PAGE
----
Mingus was a great admirer of Duke Ellington and played in the latter's band until a notorious onstage fight with Juan Tizol. This album contains a variety of Mingus sounds, but much of the feeling is rooted in Ellington. This is especially true on "Song with Orange," "Things Ain't What They Used To Be," and, of course, "Mood Indigo."
The opener, "Slop (what a great title!)" is in the tradition of other aggressive blues/gospel inspired pieces like "Wednesday Night Prayer Meeting," and "Better Git It Into Your Soul." There are some familiar Mingus motifs, but Mingus "owns" this kind of song--no one does it better.
"Diane" begins with some "classical" piano which is a little overly dramatic at times. However, three minutes into it, Roland Hanna breaks into a soft Bill-Evans like mode, with excellent brush- and cymbal-work by the always-magnificent Dannie Richmond. It's an ambitious, beautiful, piece and mostly successful. "Gunslinging Bird," (the full title, as Mingus states in the excellent liner notes, is "If Charlie Parker Were a Gunslinger There'd Be a Whole Lot of Dead Copycats"), seems to play Bird as one baad dude.
"Things Ain't What They Used To Be," (written by Mercer Ellington, Duke's son) is relatively straight ahead jazz and borrows elements from Ellington and Basie. The next two numbers are also fairly straight, but are a little disappointing: Except for an intriguing middle sandwiched between a "Sketches of Spain"-like arrangement, "Far Well, Mill Valley" is less challenging than the other cuts (as is also track 7, "New Now Know How.")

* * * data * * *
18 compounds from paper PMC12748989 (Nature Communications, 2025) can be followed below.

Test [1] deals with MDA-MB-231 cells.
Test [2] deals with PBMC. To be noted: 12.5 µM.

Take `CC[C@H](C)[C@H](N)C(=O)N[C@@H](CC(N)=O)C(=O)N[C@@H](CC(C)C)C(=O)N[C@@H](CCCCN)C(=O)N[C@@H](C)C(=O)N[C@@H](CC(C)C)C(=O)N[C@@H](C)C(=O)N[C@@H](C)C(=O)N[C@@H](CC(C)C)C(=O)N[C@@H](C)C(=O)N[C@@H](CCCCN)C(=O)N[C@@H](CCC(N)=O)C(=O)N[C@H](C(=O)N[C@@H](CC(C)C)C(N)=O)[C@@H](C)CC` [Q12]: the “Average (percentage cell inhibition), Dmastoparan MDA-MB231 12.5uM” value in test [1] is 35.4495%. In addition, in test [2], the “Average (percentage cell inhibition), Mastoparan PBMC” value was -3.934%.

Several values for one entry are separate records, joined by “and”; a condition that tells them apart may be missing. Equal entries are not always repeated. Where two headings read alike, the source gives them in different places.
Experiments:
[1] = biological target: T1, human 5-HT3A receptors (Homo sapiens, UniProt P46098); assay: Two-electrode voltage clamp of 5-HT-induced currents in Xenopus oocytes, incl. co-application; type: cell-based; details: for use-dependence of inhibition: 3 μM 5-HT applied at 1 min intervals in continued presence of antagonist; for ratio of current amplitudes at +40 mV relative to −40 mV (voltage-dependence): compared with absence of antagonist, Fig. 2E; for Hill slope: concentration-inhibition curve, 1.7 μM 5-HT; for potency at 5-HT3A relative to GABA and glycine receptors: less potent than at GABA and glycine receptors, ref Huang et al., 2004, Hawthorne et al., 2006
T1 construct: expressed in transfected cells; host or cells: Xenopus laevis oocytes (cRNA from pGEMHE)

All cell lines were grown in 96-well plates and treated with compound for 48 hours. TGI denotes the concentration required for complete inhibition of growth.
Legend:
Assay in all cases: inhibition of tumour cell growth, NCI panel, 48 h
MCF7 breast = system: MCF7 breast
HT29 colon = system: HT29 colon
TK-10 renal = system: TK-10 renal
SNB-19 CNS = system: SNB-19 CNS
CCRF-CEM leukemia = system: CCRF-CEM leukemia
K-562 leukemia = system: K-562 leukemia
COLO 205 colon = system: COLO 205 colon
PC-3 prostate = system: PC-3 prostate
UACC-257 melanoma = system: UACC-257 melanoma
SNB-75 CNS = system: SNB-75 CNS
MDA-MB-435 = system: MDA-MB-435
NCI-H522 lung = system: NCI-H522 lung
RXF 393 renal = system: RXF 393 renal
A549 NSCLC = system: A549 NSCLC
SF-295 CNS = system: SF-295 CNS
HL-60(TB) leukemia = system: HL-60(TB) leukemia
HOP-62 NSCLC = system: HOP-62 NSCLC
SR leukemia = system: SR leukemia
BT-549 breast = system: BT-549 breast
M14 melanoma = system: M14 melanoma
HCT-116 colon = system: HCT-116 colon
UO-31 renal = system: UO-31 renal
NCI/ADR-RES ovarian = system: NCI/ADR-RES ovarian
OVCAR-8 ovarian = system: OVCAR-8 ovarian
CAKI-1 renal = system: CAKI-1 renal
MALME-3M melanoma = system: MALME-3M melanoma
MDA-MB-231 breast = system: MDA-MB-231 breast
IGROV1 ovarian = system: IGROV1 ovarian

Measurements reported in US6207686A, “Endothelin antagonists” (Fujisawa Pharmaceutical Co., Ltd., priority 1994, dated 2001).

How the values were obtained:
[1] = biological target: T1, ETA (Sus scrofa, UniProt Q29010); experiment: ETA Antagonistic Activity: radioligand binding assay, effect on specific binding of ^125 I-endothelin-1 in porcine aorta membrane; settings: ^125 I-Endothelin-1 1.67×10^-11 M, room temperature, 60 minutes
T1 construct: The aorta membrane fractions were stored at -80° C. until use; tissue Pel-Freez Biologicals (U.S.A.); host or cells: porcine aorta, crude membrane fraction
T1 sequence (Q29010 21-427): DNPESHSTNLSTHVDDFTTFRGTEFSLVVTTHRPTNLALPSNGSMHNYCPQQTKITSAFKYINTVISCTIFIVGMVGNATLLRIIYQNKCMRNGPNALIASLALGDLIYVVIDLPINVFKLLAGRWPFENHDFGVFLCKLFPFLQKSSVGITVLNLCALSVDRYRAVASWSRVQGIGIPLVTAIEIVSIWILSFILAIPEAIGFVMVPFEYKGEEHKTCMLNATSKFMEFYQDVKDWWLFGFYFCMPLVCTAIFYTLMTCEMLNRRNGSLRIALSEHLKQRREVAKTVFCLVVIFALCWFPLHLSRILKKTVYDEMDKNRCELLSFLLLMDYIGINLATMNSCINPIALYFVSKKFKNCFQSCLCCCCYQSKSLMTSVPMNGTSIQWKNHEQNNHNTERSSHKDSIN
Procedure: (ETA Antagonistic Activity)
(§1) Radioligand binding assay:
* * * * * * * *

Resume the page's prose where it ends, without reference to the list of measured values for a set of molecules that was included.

The CD closes strong with 3 great tracks: "Mood Indigo," with its great, driving piano and bass playing, the short, interesting "Put Me in That Dungeon," and "Strollin,'" which features vocals by Honey Gordon (sounding wonderfully similar to Ella). This cut was not on the original LP.
Mingus uses Hanna quite extensively on the album, and his contributions are enormous. Jimmy Knepper (trombone) and Booker Ervin (tenor sax) also shine, but really the entire lineup is excellent. ("Pithecanthropus Erectus," by the way, highlights Mingus' bass playing more than does "Mingus Dynasty.") This CD shows the Mingus dynamic within a large group format, and it gets better and better with every hearing. There are the original liner notes, plus additional notes by biographer Brian Priestley, and some excellent photos of Mingus playing and relaxing. Even if you're a Mingus fan with most of his CDs, this is a worthwhile addition.